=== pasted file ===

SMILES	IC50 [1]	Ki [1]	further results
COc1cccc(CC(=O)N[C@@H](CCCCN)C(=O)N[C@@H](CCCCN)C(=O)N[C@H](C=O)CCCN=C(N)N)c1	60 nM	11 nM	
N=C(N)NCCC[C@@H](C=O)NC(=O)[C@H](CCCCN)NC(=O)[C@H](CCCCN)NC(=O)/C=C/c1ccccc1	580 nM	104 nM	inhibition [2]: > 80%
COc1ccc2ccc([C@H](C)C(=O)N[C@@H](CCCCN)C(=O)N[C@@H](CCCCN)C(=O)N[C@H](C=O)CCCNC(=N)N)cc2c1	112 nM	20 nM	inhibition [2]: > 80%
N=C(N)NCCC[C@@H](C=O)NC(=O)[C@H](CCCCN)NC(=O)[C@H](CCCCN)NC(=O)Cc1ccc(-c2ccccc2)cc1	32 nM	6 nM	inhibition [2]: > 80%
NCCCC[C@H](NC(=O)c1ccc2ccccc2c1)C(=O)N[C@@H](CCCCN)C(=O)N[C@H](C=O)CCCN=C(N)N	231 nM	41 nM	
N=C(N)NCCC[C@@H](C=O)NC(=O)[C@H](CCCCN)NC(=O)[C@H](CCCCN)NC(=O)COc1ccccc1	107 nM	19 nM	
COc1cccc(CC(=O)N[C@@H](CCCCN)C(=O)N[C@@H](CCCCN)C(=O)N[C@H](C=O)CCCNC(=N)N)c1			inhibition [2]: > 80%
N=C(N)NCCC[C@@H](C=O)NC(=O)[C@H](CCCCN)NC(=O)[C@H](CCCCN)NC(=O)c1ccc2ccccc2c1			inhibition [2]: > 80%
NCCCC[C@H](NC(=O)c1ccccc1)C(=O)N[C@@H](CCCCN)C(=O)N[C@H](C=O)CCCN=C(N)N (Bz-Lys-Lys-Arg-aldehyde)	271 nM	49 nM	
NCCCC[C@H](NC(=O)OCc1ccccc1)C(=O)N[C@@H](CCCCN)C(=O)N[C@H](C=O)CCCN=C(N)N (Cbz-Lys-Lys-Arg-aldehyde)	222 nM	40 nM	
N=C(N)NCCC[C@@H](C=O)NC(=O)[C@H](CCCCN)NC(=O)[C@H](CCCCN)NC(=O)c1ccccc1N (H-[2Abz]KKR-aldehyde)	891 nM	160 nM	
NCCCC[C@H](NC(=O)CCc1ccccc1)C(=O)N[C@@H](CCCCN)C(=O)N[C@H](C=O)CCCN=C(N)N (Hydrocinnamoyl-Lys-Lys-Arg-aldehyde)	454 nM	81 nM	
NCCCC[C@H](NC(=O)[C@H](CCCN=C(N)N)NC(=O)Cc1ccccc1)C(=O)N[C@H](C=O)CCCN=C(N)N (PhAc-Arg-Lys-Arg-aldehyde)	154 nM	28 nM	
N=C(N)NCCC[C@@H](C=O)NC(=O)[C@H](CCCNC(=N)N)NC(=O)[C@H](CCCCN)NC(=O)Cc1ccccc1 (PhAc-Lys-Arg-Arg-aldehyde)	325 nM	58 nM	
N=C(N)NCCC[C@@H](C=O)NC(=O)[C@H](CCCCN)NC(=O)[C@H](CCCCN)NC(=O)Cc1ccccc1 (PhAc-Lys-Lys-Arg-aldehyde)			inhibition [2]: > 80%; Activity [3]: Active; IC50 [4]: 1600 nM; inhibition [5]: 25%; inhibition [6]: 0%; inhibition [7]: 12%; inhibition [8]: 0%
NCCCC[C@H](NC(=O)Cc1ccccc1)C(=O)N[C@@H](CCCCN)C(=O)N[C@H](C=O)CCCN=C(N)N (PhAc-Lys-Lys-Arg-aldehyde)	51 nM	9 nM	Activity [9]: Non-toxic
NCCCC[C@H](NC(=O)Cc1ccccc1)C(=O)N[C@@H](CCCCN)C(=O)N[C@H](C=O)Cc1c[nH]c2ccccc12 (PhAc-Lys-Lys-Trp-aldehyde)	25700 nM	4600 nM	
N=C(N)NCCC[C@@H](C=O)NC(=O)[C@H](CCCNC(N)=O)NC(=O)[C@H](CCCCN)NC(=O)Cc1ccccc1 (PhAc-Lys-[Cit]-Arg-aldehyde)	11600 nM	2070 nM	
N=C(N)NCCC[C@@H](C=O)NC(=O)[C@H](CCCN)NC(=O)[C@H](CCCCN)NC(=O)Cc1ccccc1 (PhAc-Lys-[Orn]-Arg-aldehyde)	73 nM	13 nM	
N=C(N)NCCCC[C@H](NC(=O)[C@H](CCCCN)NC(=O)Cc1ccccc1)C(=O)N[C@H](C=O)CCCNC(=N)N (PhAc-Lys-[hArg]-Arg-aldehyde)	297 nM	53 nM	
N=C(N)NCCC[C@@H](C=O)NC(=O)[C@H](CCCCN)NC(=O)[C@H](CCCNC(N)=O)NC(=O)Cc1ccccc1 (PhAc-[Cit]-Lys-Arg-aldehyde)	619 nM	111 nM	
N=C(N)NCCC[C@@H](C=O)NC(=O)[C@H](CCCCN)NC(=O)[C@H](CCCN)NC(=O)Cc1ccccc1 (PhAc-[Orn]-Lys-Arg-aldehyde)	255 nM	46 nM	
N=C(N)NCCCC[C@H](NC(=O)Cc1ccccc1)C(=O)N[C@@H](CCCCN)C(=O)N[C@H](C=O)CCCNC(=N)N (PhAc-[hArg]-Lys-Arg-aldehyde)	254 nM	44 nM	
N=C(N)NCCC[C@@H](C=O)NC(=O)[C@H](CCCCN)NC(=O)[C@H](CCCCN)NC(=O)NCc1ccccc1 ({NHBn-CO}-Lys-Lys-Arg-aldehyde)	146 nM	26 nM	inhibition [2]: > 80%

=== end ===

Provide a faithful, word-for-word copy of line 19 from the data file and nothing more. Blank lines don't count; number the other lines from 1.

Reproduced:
N=C(N)NCCC[C@@H](C=O)NC(=O)[C@H](CCCNC(N)=O)NC(=O)[C@H](CCCCN)NC(=O)Cc1ccccc1 (PhAc-Lys-[Cit]-Arg-aldehyde)	11600 nM	2070 nM	